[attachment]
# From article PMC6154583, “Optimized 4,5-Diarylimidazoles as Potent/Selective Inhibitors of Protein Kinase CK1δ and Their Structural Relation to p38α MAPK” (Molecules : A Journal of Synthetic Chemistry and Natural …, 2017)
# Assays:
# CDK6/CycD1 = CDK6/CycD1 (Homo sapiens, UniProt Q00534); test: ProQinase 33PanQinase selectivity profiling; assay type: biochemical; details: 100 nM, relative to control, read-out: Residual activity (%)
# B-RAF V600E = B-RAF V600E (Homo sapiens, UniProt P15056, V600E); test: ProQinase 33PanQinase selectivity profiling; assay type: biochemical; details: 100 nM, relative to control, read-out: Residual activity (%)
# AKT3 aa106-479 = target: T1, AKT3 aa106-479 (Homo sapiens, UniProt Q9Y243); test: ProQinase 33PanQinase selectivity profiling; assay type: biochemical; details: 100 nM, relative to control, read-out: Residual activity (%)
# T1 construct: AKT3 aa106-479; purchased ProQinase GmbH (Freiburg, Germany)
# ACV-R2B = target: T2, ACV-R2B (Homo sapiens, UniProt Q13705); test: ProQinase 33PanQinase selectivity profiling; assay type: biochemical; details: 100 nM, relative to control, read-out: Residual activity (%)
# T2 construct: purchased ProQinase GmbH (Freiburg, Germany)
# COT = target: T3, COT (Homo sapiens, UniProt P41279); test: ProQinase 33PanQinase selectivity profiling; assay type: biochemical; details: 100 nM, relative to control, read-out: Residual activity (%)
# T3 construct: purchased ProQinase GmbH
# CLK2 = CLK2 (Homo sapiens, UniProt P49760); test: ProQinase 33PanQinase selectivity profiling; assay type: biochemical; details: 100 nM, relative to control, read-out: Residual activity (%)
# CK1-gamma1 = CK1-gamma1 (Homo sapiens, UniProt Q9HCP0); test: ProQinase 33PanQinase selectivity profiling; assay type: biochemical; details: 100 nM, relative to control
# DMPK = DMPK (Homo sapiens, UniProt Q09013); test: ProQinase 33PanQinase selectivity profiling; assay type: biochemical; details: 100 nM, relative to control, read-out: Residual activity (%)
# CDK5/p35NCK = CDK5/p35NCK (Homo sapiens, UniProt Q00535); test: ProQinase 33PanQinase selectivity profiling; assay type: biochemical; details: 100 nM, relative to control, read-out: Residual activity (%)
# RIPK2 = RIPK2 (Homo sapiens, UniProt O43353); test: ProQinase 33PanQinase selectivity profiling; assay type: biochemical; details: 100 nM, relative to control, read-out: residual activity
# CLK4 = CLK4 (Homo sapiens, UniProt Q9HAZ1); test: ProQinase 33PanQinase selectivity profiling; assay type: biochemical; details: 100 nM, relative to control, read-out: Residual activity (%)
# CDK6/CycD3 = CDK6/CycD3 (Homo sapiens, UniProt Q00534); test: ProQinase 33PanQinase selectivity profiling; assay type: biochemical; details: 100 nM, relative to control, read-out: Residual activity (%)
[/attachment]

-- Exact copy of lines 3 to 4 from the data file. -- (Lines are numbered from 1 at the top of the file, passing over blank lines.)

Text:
# CDK6/CycD1 = CDK6/CycD1 (Homo sapiens, UniProt Q00534); test: ProQinase 33PanQinase selectivity profiling; assay type: biochemical; details: 100 nM, relative to control, read-out: Residual activity (%)
# B-RAF V600E = B-RAF V600E (Homo sapiens, UniProt P15056, V600E); test: ProQinase 33PanQinase selectivity profiling; assay type: biochemical; details: 100 nM, relative to control, read-out: Residual activity (%)